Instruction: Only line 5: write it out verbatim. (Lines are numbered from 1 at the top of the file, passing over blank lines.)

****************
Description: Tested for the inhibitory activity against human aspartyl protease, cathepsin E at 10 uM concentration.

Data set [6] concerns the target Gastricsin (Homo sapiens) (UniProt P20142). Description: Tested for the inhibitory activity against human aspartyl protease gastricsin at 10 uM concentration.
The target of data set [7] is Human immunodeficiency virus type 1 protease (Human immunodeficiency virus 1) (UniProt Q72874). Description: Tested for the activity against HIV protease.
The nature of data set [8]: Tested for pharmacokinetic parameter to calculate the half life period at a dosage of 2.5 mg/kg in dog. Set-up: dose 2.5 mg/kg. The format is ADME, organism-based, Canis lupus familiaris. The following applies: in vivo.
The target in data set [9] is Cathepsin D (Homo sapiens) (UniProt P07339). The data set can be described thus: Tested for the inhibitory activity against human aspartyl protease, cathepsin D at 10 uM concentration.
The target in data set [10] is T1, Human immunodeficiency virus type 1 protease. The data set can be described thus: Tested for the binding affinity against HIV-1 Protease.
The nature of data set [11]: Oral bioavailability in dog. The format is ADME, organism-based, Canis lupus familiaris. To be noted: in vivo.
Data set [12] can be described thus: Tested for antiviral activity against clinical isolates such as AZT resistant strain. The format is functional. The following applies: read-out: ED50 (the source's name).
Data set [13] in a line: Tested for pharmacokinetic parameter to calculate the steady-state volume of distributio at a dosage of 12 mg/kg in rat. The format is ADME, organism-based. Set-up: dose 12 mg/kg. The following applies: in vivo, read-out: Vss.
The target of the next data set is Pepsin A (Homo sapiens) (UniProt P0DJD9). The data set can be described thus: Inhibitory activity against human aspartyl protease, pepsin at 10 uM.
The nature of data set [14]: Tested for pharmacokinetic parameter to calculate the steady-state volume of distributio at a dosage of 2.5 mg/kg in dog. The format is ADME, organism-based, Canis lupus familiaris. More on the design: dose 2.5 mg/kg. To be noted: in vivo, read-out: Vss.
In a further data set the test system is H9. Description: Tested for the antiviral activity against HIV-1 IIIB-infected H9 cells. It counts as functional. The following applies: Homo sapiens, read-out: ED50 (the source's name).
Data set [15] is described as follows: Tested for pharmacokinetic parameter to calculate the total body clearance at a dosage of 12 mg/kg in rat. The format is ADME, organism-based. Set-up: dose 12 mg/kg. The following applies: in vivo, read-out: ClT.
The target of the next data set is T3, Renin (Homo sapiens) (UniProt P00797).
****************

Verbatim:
The target in data set [9] is Cathepsin D (Homo sapiens) (UniProt P07339). The data set can be described thus: Tested for the inhibitory activity against human aspartyl protease, cathepsin D at 10 uM concentration.